Selegie kacang puteh stall survives pandemic downturn, Latest Singapore News - The New Paper

Selegie kacang puteh stall survives pandemic downturn

This article is more than 12 months old

This may well be Singapore’s last kacang puteh stall, and the Covid-19 pandemic nearly finished it off.

Times were so bad that the owner’s family had to sell property in India to pull through.

But this Indian trade that came over to Singapore still survives, in a tiny rented space on Selegie Road.

The kacang puteh seller, once a common sight, especially outside cinemas, has all but vanished.

Except for Mr Amirthaalangaram Moorthy, who sells his peanuts, chickpeas and other snacks from the space marked out at the entrance of Peace Centre.

In 2018, the Michelin Guide called his pushcart “the last bastion of Singapore’s yesteryear snack culture”.

Mr Amirthaalangaram is a third-generation kacang puteh seller.

His grandfather came to Singapore from the Indian state of Tamil Nadu, where hot roasted peanuts sold in paper cones has for long been a popular street snack.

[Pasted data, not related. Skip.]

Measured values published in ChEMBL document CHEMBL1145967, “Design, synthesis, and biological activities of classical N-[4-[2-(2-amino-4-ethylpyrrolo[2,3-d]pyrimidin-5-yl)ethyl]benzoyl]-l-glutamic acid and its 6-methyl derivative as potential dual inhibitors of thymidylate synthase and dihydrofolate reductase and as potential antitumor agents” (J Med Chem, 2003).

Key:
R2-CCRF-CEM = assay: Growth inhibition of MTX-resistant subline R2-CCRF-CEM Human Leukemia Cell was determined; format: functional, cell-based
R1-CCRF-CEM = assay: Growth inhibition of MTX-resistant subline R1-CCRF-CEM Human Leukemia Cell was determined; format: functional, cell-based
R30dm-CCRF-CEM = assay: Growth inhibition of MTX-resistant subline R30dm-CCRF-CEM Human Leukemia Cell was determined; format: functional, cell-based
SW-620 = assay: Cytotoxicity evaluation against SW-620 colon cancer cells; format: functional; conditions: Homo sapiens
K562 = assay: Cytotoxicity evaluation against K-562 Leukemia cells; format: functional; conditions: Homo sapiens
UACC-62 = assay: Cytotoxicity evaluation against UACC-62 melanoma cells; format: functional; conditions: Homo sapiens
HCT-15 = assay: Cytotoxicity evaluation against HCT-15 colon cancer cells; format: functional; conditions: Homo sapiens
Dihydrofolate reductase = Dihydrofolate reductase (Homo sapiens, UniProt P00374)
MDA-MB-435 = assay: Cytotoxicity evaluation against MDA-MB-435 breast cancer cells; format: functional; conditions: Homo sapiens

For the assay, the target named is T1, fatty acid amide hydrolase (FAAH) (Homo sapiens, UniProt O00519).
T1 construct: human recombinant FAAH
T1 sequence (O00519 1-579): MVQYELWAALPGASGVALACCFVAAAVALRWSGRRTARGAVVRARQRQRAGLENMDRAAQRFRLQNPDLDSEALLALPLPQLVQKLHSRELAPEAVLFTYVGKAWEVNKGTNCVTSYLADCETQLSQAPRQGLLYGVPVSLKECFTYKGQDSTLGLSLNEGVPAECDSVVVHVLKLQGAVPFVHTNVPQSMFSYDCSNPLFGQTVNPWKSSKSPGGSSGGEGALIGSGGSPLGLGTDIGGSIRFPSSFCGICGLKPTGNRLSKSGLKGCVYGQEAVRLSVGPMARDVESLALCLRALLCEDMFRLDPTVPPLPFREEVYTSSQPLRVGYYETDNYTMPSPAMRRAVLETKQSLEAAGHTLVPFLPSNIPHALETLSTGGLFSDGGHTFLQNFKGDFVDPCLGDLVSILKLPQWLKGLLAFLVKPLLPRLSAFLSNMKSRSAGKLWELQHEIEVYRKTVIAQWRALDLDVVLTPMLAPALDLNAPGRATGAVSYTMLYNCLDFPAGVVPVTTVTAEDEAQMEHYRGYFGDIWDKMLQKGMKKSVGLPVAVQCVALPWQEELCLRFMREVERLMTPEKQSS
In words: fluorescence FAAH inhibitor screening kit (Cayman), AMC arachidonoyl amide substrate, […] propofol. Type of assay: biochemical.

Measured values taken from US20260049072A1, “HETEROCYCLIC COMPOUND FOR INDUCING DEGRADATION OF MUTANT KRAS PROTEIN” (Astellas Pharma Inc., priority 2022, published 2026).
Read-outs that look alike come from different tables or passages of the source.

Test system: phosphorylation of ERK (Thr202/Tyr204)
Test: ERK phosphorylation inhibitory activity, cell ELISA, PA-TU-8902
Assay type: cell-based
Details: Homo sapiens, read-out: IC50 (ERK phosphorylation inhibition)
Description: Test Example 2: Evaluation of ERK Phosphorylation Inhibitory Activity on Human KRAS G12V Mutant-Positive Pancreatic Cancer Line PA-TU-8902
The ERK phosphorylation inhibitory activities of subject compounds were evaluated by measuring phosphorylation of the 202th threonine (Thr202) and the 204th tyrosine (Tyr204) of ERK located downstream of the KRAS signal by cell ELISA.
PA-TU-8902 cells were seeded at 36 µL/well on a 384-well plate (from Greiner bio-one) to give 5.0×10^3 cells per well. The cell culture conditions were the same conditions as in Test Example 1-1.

The business started around Hougang in the 1960s.

Later, Mr Amirthaalangaram’s father picked it up, selling the snacks outside the Hoover Theatre in Balestier. After the cinema was demolished, the stall moved to Peace Centre.

Mr Amirthaalangaram himself took over in 2004. The 54-year-old is now a permanent resident in Singapore.

“Last time, there were many kachang puteh sellers outside cinemas in areas such as Yishun and Ang Mo Kio. There were many other kachang puteh sellers outside Hoover Theatre too. Now, there is nobody,” he was quoted as telling the Michelin Guide.

Times and tastes change. Movies moved into malls and multiplexes. Snacks changed to popcorn and nachos.

But he was still surviving - till the pandemic hit in 2020.

During the circuit breaker period that year he couldn’t operate at all. And when he reopened, most people were working from home, and there were few customers.

“Every day I open, but two years no business. Very very difficult,” he told 8 Days.

The rent for his space alone is $600 a month.

His father sold a house in India and lent him the money so that he could keep going.

A poster on the side of the pushcart shows Mr Amirthaalangaram with his father.PHOTO: 8 DAYS

Now things are looking up again. “Business now okay lah, slowly,” 8 Days quoted him as saying.

Mr Amirthaalangaram is married and has a 25-year-old daughter and a 20-year-old son.

Any chance of their joining him to keep the traditional business going?

It doesn’t look like it. They have gone into other fields - nursing and hotel management, 8 Days reported.

But he won’t give up, not yet.

"I prefer to stay on the streets, which is where kachang puteh should be," Michelin had quoted him as saying.